Americans, for whatever reason, have a devotion to preserving old buildings that have outlived their original purpose and are in peril of being subjected to the wrecking ball.
We who live in this area certainly are no strangers to this phenomenon.
Witness the the Queen City Hotel, a once-magnificent structure that was just over a century old when it was demolished. Built as a B&O Railroad station, it made way for a much smaller and far less fancy Amtrak station.
Periodically, someone will mention what a shame it was — more than that, a crime! — that the hotel was lost. We remember being in it some years before it was torn down, and feeling anxious to leave before it collapsed around our ears — so dilapidated was the place. Its condition was the result of years of poor maintenance and decades of pounding by vibrations from railroad traffic.
A similar fuss has surrounded the Footer Dye Works and the now-demolished “sawtooth” building (which was a disaster waiting to happen).
Some people want to save the Footer building for reasons that escape other people. However, it has been designated a historic property and therefore is immune to demolition. It is apt to stay that way. The cost of maintaining it by fixing the roof and stabilizing the numerous windows has proven considerable; a “money pit,” if you like.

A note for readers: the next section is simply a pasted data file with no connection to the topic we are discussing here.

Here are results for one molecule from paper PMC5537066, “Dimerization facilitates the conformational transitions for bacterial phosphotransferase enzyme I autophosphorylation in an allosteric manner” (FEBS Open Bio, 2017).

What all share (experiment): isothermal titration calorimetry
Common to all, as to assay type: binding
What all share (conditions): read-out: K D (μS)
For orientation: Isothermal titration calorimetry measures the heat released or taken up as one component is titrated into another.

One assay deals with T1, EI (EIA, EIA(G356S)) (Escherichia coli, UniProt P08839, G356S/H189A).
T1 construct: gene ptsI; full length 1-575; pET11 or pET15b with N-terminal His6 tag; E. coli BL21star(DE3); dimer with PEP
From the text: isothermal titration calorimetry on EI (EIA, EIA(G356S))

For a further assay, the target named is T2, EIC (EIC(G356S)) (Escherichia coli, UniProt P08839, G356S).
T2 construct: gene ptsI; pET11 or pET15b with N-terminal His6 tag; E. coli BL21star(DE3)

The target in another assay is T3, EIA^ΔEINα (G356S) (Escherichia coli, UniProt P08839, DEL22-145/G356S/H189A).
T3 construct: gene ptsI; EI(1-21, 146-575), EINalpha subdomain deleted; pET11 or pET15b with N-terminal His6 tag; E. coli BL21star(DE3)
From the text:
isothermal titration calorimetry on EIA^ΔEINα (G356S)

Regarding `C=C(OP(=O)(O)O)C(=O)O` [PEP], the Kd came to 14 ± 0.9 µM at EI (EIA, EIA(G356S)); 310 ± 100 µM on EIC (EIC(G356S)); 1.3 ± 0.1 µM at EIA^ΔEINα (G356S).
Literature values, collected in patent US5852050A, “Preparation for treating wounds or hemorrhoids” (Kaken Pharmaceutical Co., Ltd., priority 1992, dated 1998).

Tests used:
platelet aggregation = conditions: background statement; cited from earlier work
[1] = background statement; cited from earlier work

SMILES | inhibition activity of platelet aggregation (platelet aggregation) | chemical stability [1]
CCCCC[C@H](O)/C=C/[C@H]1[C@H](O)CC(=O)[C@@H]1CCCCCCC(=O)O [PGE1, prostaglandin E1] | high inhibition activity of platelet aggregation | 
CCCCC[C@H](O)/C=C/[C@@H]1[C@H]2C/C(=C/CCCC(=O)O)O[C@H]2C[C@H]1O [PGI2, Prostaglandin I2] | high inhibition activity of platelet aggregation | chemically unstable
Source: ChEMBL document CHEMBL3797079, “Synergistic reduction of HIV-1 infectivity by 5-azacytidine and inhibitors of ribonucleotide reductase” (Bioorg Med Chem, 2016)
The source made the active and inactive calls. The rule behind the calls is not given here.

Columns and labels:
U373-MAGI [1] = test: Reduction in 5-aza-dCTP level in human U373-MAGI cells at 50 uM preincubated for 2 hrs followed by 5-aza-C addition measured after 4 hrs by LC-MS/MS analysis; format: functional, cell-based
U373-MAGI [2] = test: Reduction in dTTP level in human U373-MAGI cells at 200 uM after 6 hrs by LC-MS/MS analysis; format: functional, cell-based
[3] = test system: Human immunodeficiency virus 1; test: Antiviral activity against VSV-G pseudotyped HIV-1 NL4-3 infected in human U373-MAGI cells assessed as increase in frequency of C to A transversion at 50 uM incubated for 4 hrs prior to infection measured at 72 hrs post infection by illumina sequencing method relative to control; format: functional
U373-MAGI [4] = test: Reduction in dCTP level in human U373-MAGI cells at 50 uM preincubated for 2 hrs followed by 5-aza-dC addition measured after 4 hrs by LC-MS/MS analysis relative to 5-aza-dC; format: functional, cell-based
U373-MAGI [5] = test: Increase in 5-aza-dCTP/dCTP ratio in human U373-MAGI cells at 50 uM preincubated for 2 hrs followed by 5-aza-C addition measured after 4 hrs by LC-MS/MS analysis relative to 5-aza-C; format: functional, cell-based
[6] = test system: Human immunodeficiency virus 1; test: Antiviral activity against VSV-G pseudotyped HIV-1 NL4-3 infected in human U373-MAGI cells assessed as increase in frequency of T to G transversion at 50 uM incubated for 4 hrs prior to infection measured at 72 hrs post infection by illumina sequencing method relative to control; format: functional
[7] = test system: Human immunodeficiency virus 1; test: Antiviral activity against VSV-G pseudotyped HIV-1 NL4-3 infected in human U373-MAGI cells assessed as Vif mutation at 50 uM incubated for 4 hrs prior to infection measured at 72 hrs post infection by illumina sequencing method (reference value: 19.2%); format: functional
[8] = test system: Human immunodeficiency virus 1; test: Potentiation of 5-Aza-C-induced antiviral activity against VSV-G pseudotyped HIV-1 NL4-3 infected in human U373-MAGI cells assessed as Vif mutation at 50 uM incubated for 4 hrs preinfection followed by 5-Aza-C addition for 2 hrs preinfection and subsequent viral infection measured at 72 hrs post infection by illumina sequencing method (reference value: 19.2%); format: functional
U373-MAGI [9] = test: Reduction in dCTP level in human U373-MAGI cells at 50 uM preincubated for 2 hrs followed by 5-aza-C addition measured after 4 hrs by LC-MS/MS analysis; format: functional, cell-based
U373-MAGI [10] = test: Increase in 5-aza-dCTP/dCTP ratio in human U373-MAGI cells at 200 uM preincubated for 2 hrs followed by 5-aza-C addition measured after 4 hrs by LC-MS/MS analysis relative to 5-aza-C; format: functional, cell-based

Some years ago, officials in Lonaconing wanted to tear down a large firetrap of a building that somehow had found its way onto a historic register. Reason eventually prevailed and it came down, to the relief of most — if not all — in the town.
A similar brouhaha may accompany plans to raze Memorial Hospital and its medical building. Attempts to find a developer for the facility or a sufficient number of tenants to support it apparently have failed.
Old hospitals have this in common with old schools and old banks: They were designed and built specifically to be hospitals, schools and banks. Remodeling and repurposing them can be an expensive challenge.
A new use was found for the old Potomac Valley Hospital in Keyser, W.Va., which was taken over by Potomac State College for use as student housing.The biggest drawback for the old Memorial Hospital may be its sheer size. The former Keyser hospital was miniscule, in comparison.
We suspect that the land left vacant by the demolition of Memorial Hospital and its annexes will prove far more desirable to developers than the old buildings that occupied it.